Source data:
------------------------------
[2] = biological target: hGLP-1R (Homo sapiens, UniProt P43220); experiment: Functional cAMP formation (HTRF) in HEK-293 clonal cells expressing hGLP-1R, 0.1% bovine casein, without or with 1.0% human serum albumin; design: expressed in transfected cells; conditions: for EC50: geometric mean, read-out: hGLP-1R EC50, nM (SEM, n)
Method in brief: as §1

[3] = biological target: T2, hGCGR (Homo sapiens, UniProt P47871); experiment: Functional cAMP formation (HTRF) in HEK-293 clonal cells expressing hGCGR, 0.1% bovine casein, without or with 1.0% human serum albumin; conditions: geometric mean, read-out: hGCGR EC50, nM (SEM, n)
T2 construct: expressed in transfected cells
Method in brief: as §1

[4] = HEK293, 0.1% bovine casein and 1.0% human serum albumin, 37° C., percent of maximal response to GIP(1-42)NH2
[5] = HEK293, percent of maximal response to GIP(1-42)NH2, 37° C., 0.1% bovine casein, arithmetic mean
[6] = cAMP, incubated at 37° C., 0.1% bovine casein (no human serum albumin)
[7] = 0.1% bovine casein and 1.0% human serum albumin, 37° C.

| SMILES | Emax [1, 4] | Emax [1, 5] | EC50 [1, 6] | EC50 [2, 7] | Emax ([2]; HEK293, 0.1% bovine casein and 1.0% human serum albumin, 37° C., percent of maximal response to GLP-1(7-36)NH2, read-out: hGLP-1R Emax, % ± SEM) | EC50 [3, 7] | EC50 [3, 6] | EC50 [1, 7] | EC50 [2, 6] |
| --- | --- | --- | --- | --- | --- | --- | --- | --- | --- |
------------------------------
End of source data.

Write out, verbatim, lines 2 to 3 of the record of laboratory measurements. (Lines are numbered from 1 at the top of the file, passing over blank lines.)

Method in brief: as §1

[3] = biological target: T2, hGCGR (Homo sapiens, UniProt P47871); experiment: Functional cAMP formation (HTRF) in HEK-293 clonal cells expressing hGCGR, 0.1% bovine casein, without or with 1.0% human serum albumin; conditions: geometric mean, read-out: hGCGR EC50, nM (SEM, n)